You may have heard about MySQL, it’s the free and popular open source database (relational database management system) which is used in many commercial, closed source or open source projects. And it’s nearly impossible to find a programming language which doesn’t support MySQL or at least have a community driven plugin oder library to get a connection from your programming language.
MySQL was created by MySQL AB (Sweden) in 1994 (1995 released) and then was sold in 2008 to Sun Microsystems. In 2010 Oracle bought Sun Microsystems.
But why MySQL became so popular?
Very easy answer: Because it was the first easy to use database. It’s easy to install, easy to maintain, fast to setup, easy to work with and it’s free – only the community edition.
You said fast, how fast?
Ok, I assume you are using Ubuntu.
apt-get install mysql-server mysql-secure-installation #follow the instructions to setup a password and secure your installation
And now you’ve setup a mysql-server, which is available under 127.0.0.1:3306 or via socket.
Some of you might think:
“Why is MySQL listed here, it’s not open source?”.
Yes and no, MySQL is open source – kind of. At the very beginning everything about MySQL was open source. But after the acquisition from Oracle, they do not release EVERYTHING as open source. Many functions and features became closed source and many useful functions are available only in the enterprise version (= paid). You might think now: “Meh, I thought I could work with it for free.” Yes you can, it’s still usable for the most applications. But you are not the only one with this thought. Many big names like Red Hat, Fedora and openSUSE are migrating to MariaDB are leaving MySQL and migrating to MariaDB. MariaDB = MySQL fork which releases everything as open source (GPL, LGPL or BSD).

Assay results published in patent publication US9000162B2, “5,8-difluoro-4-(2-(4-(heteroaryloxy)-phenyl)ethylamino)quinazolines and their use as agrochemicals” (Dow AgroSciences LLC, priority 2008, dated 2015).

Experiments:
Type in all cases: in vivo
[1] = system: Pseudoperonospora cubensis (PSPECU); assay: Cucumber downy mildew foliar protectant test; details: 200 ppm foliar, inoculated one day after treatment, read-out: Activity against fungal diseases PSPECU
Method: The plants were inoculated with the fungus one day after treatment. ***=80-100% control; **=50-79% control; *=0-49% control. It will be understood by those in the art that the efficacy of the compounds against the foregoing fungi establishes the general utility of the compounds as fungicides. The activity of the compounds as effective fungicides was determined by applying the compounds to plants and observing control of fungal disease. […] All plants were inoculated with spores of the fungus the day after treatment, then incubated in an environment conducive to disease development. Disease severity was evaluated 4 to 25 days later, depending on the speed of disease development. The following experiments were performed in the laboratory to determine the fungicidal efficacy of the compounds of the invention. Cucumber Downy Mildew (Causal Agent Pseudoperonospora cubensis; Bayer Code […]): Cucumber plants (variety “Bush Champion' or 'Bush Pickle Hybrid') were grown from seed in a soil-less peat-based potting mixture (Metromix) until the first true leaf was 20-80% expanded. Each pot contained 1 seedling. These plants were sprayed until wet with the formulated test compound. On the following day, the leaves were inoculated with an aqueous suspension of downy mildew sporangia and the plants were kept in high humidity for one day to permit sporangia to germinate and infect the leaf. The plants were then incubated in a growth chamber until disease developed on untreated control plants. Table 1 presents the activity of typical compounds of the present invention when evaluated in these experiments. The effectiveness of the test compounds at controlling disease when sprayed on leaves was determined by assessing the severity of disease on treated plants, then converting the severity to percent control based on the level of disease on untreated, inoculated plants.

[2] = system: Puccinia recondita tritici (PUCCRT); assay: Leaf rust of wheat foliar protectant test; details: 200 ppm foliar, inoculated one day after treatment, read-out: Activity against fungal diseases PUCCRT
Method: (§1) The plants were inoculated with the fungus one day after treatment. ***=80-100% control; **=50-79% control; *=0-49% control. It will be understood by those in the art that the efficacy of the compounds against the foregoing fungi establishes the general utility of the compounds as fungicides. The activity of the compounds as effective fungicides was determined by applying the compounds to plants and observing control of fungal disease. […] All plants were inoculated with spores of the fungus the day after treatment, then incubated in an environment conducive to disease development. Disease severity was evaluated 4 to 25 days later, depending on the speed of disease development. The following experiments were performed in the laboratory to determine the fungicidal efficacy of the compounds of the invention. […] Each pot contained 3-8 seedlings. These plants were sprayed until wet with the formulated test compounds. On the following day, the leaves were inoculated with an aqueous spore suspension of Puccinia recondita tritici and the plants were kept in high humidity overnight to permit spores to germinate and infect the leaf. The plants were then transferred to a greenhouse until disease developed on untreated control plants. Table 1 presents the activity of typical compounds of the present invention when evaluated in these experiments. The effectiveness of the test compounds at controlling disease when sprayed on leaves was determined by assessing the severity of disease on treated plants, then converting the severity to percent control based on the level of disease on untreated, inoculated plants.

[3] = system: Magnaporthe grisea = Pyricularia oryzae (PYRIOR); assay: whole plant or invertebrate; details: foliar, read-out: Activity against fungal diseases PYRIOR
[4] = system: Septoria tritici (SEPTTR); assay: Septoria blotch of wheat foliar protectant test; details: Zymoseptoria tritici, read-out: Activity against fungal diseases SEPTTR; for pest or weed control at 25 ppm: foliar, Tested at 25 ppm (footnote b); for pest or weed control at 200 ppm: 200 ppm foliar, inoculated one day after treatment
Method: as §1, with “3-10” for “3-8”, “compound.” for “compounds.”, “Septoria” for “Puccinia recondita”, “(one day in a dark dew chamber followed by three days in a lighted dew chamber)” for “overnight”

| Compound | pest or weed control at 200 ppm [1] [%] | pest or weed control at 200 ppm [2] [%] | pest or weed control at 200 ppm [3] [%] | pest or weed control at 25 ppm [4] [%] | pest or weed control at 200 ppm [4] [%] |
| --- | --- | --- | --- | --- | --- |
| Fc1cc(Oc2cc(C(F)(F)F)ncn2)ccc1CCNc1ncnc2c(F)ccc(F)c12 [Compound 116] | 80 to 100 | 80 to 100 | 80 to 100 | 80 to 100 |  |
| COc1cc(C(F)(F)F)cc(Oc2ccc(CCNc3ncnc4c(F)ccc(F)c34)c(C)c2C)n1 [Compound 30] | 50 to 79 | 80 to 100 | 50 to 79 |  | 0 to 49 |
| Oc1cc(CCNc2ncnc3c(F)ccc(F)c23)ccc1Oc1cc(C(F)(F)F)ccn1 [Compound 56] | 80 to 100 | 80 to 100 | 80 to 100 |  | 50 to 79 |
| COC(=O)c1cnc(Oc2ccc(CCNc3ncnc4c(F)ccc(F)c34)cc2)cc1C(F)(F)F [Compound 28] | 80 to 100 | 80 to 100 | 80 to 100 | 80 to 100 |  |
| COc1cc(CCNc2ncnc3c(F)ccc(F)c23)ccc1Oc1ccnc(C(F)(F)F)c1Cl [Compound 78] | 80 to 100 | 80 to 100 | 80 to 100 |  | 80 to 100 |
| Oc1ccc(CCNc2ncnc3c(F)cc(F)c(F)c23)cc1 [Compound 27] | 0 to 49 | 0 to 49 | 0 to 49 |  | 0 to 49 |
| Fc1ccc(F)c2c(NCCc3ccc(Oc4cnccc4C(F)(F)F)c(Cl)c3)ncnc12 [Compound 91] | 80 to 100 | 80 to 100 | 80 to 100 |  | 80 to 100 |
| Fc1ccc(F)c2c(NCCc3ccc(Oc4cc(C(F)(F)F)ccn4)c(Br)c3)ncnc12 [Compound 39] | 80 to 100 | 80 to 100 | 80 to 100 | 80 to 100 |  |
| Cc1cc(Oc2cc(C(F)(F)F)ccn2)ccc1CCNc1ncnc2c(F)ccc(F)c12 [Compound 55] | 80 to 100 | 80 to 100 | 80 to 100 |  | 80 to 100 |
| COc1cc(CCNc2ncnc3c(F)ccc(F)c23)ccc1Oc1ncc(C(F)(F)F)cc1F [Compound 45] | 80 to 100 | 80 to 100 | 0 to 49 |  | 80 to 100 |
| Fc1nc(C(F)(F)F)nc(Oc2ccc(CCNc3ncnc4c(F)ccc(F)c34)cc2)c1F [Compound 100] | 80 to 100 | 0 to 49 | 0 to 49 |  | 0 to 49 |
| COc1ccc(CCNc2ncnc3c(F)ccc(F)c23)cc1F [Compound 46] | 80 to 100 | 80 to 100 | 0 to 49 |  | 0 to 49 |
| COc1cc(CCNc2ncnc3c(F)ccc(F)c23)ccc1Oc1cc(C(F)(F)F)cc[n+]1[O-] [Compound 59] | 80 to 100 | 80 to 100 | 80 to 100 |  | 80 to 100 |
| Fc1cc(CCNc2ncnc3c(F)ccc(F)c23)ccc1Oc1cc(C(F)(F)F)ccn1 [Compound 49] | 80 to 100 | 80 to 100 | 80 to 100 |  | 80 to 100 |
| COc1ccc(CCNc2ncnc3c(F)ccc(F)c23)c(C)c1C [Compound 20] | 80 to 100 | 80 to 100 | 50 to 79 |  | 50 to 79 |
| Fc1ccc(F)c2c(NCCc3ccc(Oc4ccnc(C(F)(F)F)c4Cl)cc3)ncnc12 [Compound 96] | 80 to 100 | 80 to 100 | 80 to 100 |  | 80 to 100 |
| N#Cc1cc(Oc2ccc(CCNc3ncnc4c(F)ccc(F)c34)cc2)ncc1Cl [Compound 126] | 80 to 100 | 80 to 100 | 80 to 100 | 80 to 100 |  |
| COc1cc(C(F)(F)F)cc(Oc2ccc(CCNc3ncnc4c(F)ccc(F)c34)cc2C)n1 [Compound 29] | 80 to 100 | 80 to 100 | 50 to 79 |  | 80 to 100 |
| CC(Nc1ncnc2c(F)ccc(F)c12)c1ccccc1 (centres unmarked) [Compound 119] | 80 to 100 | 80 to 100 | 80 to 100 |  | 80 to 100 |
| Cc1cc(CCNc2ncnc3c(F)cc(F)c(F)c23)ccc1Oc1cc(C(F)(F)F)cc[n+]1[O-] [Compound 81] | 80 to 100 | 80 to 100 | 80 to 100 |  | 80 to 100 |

Pros and cons:
- Easy to install
- Easy to use
- Fast to setup
- You find always the right answer at google about any problem, because of the popularity
- Can be used with nearly any programming language
- Solid (except within a cluster)
- Not really open source anymore
- Very difficult to scale through a cluster. (Galera is easy to use but under heavy load it produces very weird bugs)
- MySQL didn’t start as a RDMS. So it is not as feature rich as Postgres and many features are more like a workaround than a feature.
You don’t need to type any query into the bash. You can install one of the many tools which provides a GUI or a web interface. To name a few tools:
phpmyadmin, MySQL Workbench, HeidiSQL, Sequel Pro and many more…
Who uses MySQL?
The list is to long for this post, but here you will find a few handpicked projects and websites:
- and many more…
Final Question: Should I use MySQL in my project?
I hope you could answer it yourself after you read this article, but here is a small tip.
Generally I would recommend to use MariaDB – it’s stable, it’s really open source and it uses the same syntax.